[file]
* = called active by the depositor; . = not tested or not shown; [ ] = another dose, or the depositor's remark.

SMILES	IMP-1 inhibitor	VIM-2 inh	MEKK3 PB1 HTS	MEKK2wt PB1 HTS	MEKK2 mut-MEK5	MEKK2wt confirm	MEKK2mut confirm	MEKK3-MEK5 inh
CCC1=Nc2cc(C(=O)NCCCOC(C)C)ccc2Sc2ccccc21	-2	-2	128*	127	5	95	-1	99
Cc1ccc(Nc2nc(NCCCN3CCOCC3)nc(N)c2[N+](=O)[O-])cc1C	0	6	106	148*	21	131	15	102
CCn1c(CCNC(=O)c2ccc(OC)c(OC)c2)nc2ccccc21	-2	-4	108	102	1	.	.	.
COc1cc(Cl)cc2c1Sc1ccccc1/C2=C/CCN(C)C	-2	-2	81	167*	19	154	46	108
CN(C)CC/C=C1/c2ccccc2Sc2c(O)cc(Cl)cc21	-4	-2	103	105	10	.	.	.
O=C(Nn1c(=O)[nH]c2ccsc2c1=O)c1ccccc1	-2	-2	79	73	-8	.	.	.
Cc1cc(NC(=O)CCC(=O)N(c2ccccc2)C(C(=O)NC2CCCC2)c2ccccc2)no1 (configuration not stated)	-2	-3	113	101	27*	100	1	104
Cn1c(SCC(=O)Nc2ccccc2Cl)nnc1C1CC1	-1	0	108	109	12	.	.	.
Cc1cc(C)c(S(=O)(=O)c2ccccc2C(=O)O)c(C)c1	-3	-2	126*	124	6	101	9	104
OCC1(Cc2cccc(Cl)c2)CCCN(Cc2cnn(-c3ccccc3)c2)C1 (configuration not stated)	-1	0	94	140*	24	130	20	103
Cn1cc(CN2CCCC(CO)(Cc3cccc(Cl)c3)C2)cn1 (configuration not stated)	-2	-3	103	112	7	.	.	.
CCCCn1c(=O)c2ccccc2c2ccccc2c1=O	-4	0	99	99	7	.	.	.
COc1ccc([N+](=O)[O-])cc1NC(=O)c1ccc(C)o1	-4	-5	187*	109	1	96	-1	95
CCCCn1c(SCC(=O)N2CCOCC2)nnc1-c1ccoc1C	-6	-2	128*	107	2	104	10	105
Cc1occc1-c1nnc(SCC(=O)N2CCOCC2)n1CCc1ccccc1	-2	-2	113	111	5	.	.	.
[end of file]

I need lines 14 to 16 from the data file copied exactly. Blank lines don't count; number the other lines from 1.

CCCCn1c(=O)c2ccccc2c2ccccc2c1=O	-4	0	99	99	7	.	.	.
COc1ccc([N+](=O)[O-])cc1NC(=O)c1ccc(C)o1	-4	-5	187*	109	1	96	-1	95
CCCCn1c(SCC(=O)N2CCOCC2)nnc1-c1ccoc1C	-6	-2	128*	107	2	104	10	105